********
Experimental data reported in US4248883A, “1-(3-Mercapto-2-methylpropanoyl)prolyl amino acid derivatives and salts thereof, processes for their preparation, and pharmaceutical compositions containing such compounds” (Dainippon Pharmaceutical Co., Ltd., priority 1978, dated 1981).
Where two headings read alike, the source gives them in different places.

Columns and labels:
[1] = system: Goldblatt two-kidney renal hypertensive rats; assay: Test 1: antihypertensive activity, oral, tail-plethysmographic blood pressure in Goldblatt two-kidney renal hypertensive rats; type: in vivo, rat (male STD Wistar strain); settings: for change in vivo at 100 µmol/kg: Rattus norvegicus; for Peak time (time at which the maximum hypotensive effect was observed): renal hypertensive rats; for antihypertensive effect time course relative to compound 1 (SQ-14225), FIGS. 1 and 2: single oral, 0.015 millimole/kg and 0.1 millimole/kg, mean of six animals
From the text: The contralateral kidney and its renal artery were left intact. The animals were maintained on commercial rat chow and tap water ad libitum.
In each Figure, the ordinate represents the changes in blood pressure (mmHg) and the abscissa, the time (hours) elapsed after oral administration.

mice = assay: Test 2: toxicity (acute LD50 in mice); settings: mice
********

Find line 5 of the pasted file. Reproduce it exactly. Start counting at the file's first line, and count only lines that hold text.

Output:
From the text: The contralateral kidney and its renal artery were left intact. The animals were maintained on commercial rat chow and tap water ad libitum.